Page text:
sober support

Finding sober support is crucial to recovery. Not just in the early stages, when the affliction of addiction has us raw and on edge. But also as our recovery strengthens. Because no matter how long an alcoholic or addict has been clean and sober, we’re never more than a drink or a hit away from relapse.

Indeed, strong sober support has been helping people who’ve been in recovery for decades. And each will attest that we’re all only as strong as our sober support network.

But what to do when you live far from an active recovery community? Or if you’re new in town and suffering from the old burning desire? How about if you just need another addict or alcoholic to talk to, but would rather remain anonymous?

Well, it turns out there’s an app for all that -- and then some. It’s called Sober Grid. And it does for addicts and alcoholics what other social networks do for the public at large.

Founded in 2015 by entrepreneur Beau Mann after a bright light struck him at Sundance, Sober Grid is, says Wiki, “the largest social mobile networking application for people with substance abuse issues.” Sober Grid “connects sober people and those looking to get sober” based upon their whereabouts. In other words, it provides nearby sober support with the mere touch of a button.

But Sober Grid is more than simply a geosocial networking app. There’s also a time-oriented newsfeed containing posts from Sober Grid users. And within the Grid itself, a “need a ride” feature for those looking to make a meeting, etc, as well as one that addresses a user’s “burning desire.”

Furthermore, Sober Grid’s recent acquisition of Ascent means the app will now also be able to provide HIPPA compliant, round-the-clock peer coaching support. First to access the app will be those who have received access codes from their sponsoring treatment agencies. Soon though Sober Grid’s Ascent will expand to offer direct-to-consumer private peer coaching.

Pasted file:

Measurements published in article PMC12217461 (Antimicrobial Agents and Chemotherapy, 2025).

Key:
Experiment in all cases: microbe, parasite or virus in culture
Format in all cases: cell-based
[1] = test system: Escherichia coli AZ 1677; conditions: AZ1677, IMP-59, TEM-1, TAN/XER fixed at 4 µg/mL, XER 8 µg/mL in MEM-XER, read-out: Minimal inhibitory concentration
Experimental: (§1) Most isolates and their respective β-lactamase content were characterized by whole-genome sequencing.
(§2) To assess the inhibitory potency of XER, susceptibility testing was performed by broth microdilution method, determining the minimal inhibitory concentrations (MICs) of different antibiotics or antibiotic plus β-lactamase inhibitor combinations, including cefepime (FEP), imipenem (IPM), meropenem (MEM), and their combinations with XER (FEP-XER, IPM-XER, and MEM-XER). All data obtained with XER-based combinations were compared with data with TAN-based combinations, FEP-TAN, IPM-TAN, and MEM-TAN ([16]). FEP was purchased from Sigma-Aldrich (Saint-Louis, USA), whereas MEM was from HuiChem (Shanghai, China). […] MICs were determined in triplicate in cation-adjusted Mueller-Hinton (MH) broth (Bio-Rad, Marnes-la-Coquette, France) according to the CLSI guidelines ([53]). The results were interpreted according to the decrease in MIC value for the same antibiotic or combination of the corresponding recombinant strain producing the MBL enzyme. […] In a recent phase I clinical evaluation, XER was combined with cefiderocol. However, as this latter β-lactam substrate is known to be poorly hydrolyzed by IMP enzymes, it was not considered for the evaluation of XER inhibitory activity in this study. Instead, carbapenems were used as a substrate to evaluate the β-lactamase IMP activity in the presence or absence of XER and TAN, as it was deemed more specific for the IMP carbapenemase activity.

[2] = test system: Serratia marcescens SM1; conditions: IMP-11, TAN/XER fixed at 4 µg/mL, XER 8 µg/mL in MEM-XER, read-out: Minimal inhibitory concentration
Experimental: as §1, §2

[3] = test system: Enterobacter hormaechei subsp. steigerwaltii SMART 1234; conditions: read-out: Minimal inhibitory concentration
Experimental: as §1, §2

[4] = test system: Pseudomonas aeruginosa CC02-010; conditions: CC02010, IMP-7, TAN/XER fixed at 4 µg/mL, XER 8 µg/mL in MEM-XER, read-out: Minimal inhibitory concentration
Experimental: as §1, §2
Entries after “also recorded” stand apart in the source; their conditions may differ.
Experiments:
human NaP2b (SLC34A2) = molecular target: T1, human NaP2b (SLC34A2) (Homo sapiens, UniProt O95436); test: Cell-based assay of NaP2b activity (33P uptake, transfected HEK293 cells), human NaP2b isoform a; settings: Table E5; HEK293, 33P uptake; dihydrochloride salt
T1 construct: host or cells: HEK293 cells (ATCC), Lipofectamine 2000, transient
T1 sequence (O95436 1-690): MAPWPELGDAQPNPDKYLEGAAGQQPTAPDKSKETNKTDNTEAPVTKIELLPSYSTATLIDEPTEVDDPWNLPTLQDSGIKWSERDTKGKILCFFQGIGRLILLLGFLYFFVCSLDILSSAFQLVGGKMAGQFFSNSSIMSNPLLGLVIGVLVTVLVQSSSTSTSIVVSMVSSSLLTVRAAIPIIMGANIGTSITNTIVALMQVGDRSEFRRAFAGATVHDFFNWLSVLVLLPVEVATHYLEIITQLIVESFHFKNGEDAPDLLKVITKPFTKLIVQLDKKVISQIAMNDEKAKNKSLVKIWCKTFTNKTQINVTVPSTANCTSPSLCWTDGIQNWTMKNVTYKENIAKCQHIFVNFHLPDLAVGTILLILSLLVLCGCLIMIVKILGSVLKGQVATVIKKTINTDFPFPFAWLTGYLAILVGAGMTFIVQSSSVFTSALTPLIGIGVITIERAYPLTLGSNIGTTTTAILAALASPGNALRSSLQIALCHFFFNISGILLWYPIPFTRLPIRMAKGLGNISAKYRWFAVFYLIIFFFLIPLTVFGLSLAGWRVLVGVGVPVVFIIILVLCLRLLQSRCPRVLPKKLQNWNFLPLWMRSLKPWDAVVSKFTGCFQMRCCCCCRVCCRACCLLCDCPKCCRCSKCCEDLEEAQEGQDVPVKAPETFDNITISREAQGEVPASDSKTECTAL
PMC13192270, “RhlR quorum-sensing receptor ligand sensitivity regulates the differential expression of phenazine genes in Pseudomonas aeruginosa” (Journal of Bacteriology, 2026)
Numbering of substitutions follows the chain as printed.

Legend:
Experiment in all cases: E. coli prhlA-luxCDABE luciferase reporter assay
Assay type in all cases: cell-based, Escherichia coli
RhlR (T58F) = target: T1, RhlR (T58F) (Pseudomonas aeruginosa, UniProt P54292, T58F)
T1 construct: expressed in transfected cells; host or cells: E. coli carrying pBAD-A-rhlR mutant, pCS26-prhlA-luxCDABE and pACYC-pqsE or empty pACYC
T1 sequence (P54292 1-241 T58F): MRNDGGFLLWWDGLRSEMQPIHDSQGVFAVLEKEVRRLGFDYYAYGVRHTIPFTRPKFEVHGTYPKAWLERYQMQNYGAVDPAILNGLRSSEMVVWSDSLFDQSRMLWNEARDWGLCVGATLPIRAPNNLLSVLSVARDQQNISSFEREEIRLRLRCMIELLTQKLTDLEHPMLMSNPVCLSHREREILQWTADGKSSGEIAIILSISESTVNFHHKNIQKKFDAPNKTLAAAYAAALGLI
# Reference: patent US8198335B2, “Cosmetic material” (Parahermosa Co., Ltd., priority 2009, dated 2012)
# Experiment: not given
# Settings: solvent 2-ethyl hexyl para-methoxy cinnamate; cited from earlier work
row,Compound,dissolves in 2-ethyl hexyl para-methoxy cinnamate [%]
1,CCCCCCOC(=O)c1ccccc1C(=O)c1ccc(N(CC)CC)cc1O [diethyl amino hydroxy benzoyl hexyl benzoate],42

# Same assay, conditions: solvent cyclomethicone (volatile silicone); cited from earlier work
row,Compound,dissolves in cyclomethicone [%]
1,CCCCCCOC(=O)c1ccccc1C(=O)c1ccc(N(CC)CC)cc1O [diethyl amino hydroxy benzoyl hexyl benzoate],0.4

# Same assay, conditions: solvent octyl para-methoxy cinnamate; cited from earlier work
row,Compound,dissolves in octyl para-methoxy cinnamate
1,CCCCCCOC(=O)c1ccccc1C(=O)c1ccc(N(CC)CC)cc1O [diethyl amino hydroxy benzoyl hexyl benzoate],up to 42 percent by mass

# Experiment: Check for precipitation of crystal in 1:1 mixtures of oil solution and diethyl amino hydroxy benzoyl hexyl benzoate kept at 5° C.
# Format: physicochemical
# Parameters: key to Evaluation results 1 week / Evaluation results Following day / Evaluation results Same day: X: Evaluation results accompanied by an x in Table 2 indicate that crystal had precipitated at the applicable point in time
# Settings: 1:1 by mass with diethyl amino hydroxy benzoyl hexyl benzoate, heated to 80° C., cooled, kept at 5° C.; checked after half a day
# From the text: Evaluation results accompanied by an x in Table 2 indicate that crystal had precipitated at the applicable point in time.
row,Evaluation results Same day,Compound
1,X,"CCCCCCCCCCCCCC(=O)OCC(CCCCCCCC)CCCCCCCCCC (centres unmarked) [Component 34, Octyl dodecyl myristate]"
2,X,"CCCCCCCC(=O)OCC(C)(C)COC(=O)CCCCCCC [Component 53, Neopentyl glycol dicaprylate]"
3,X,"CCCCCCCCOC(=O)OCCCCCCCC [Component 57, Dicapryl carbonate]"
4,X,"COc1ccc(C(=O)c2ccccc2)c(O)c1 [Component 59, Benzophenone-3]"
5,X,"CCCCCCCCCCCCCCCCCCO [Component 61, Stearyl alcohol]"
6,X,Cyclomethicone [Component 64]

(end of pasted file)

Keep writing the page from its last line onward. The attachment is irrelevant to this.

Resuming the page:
"The statistics are grim,” says Sober Grid CEO Mann. “Someone with addiction works hard to break the cycle. But 40-60% percent of people will relapse.”

“We built Sober Grid so those in recovery could feel the support of others going through it,” he continued. “With the addition of ASCENT, those who are struggling can talk to or text a trained addiction coach.”

Ascent itself has been has been using virtual peer coaching to help those in recovery since 2016. And its customers include hospitals and treatment centers, as well as mental health and substance abuse county boards. Unlike traditional recovery coaches, who typically keep office hours, virtual peer coaching allows those in need to reach out at night and on weekends, when cravings can be particularly difficult.

Kinda just like Sober Grid itself.

Now the Applause

Recovery Boot Camp founder Tim Schnellenberger recognized the necessity of strong sober support when he founded Healing Properties back in 2002. And it’s the strength found in our adjacent sober living community that informs RBC’s addiction treatment.

So we applaud Sober Grid, as well as Beau Mann, for helping to expand sober support around the world. We’d also like to congratulate him on the acquisition of Ascent. With Sober Grid membership at 130,000 and rising, it’s a cinch the sober support community will be getting stronger every day.

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